Memristors are variable resistors very similar to potentiometers or rheostats. Instead of turning a wiper dial on top of the pot, the resistance is set by a different mechanism. If current flows through the resistor in one direction, the resistance increases. If current flows in the opposite direction, the resistance decreases. The key is that when the power is removed, the resistance stays the same. This means that the resistor has a memory and thus its name. Therefore, to create a memristor I need to have a resistor which I can adjust in some a non-mechanical fashion, and some way to measure the current going through it.
My first attempt to create a memristor will use a digital potentiometer and an Arduino. The digital pot uses a SPI interface to set the resistance. One advantage of this is that both terminals of the resistor are available. One limitation of this device is that it can only take voltages between 0 and 5 Volts. Also it can only handle up to 2.5mA through the resistor. However, I believe those are reasonable limitations.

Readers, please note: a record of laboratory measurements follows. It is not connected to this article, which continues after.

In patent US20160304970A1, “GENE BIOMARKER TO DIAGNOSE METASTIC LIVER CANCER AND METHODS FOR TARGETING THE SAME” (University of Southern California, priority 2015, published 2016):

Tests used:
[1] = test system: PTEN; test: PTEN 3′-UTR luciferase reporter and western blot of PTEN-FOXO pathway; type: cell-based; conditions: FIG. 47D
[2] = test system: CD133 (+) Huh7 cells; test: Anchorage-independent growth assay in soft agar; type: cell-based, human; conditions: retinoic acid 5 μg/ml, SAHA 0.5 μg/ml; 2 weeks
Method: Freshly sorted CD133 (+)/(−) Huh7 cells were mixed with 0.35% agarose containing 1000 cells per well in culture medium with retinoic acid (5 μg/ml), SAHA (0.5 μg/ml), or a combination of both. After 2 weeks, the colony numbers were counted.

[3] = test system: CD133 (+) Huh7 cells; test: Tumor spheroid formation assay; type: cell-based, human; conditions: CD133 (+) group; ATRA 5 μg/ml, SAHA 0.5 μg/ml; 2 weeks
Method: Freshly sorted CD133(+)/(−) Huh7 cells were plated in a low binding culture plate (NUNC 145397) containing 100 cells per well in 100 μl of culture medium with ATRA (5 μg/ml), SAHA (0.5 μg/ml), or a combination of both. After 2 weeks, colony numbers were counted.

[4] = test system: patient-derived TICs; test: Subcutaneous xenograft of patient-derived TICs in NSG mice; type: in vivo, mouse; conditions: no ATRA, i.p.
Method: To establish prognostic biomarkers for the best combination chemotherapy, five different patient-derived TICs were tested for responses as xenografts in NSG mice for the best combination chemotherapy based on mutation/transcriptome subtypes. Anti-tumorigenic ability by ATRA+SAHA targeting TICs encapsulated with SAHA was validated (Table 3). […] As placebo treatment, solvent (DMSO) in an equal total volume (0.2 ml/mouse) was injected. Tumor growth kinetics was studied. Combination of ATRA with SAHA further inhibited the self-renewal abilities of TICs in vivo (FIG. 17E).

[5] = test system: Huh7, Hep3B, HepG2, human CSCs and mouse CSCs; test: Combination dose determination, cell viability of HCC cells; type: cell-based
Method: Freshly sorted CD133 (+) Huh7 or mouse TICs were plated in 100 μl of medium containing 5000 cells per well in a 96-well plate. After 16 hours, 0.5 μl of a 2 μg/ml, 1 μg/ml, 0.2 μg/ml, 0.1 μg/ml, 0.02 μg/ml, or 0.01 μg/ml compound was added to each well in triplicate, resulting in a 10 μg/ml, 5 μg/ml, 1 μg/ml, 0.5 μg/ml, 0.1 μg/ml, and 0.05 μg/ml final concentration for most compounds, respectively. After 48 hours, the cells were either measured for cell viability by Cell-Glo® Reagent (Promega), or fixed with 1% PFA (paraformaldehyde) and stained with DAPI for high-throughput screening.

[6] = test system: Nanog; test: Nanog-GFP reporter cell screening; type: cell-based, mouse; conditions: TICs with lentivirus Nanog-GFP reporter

I was planning on measuring the current through the resistor by simply measuring the voltage on each terminal. I will know the resistance since I'm setting it through the SPI interface, so it's just a matter of subtracting one voltage from the other and dividing by the resistance.
The characteristics of a memristor is highly dependent on the material used. I will have different software profiles to simulate different types of memristor technologies. Some resistors only change state when the current exceeds a certain limit. Some change their resistance in a very non-linear fashion. But this can all be software configurable.
I will also need some test applications. I plan on having at least 4 memristors (using a Quad pot). So I could simulate basic logic gates up to perhaps a very simple neural net.
I will eventually make an Arduino shield with some demo applications on board as a memristor development/evaluation kit.